The 40th anniversary of the Wildcats was celebrated at Memorial Park on Aug. 13, as the home team took on Dartmouth. The event included a reunion of several original roster members.
The fans and originals were not to be disappointed, as Kentville defeated the defending league champions by a score of 5 to 4.
Head coach Ian Mosher – an original roster member who has played in at least one game in every season since the inception of the league – said he hadn’t seen some of his fellow originals in 20 years or more.
Mosher said that although he didn’t recognize it at the time, all the originals should now feel like pioneers. This is the 41st consecutive season since the inception of the Wildcats and the Nova Scotia Senior Baseball League in 1977. Having played so many continuous years of baseball says a lot about the stability of the sport in the province.
Mosher was a 19-year-old Acadia University student when the team started, a hockey player who was trying to find his way in baseball. He and fellow Wildcats original Bill Young were training for the Canada Games that summer and Mosher recalls it being a hectic time.
“It was all brand new to all of us,” Mosher said. “But what it really meant was that somebody was going to qualify to go to the Canadian championships.”
The right to represent the province at the following year’s national championships remains the prize that the five teams in the league compete for.
As the youngest player on the original roster, Mosher feels an obligation to carry on the tradition. Other guys have taken their turn over the years to keep the program alive and Mosher feels that he inherited a lot from the coaches that came before. He hopes there’s a younger player out there who will one day carry the coaching torch.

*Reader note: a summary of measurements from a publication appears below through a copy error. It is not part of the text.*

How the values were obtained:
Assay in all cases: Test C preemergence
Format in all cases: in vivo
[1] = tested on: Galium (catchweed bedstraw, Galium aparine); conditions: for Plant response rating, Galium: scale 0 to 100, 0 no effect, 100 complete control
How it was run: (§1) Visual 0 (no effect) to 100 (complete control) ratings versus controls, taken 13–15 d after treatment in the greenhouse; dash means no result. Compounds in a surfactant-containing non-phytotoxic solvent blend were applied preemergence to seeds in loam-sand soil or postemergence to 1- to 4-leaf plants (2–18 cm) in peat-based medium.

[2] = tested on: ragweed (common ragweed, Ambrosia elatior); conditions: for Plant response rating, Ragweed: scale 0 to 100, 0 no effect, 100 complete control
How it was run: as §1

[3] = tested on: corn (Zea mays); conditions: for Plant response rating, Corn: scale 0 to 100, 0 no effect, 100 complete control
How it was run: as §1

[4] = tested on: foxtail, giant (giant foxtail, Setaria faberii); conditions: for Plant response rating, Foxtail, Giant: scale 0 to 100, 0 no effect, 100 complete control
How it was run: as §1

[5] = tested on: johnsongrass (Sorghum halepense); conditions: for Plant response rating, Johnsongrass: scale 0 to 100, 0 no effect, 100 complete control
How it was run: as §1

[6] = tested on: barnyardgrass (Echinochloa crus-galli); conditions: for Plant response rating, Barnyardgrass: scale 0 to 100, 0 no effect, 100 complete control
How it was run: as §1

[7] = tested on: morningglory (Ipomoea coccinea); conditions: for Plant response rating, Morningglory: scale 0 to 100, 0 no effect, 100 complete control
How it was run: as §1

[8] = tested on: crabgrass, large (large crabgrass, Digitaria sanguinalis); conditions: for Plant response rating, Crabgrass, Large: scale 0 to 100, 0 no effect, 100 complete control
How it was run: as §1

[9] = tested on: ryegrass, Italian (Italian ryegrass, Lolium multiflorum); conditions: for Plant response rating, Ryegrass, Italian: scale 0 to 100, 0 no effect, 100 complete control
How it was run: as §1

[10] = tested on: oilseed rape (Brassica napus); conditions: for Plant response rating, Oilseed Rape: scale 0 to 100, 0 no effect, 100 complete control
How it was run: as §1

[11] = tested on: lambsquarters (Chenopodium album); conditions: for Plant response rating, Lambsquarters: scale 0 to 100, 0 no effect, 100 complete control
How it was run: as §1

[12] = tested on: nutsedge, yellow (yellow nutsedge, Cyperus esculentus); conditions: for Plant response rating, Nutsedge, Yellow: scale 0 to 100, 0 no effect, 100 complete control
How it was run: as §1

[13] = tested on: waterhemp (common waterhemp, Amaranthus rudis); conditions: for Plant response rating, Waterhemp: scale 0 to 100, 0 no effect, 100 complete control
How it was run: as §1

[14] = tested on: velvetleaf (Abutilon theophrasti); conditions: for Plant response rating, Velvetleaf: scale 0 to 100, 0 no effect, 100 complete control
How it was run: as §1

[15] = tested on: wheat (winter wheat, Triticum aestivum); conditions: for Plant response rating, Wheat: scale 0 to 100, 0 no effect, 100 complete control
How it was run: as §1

Original roster member Sandy VanBlarcom said he and his teammates grew up together and it was great seeing them. A bunch of them are still around, still in pretty good shape and still friends.
VanBlarcom played for 14 seasons. He said most of today’s players wouldn’t have the same opportunity to play together for such an extended period of time, as there’s a lot more going on and everyone goes in different directions following school. The sense of camaraderie is different.
“It becomes much more special when you realize almost our whole team was from the Town of Kentville,” VanBlarcom said. “I look out here now today, half these kids would be from Halifax and spread out all over.”
He said there are some talented players on today’s roster. They have more of an opportunity to be seen and move on to another level of play.
The advantage the original Wildcats had was getting to practice two or three times a week on top of a 36-game schedule. Now it’s more difficult to get everyone together to practice and players don’t see as much field time. This is the case across the senior league.
Like coming home
Wildcats original Paul D’Eon said the reunion of the 1977 team was “kind of like coming home.”
“We’re a little greyer and a little heavier but a lot of good memories and a lot of good times,” D’Eon said.
He went on to coach an old timer’s Wildcats team that included a core group of originals following his days as a player.
“We started a base and a lot of people supported us over the years, the town and the community and a lot of sponsors,” D’Eon said. “It builds over time and we’re glad it survived.”
Original roster member Barney VanBlarcom said it was great to see some familiar faces he hasn’t seen in a while.
“It’s a little hard to believe it was 40 years ago but time flies,” he said.
VanBlarcom said his years spent with the Wildcats “meant everything” to him. He had a lot of fun and made lasting friendships.
He said there have been challenges and struggles for the organization but the community has supported the team and baseball in Kentville lives on. VanBlarcom said it’s great to be able to visit Memorial Park to watch a game.
He said the current Wildcats are a great club with some young talent. They’re struggling a bit this year compared to last but “it’s an up and down thing.” VanBlarcom gives full credit to those organizing and playing the games.